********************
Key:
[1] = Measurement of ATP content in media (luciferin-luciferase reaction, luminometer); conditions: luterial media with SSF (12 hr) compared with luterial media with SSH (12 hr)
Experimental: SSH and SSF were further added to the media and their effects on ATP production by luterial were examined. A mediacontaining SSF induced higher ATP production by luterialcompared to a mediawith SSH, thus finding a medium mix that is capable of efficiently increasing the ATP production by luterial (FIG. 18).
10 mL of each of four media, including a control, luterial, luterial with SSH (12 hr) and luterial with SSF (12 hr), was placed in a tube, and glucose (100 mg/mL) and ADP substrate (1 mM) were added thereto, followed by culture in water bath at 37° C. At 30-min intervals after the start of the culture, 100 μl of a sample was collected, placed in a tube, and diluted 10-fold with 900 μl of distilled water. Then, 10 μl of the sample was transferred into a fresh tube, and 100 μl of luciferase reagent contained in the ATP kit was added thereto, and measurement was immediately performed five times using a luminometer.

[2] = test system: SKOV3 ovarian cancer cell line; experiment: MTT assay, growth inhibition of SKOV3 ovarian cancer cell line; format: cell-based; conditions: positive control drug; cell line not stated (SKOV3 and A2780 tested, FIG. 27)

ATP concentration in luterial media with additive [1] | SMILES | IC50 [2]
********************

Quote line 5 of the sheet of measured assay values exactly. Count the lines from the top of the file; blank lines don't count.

[2] = test system: SKOV3 ovarian cancer cell line; experiment: MTT assay, growth inhibition of SKOV3 ovarian cancer cell line; format: cell-based; conditions: positive control drug; cell line not stated (SKOV3 and A2780 tested, FIG. 27)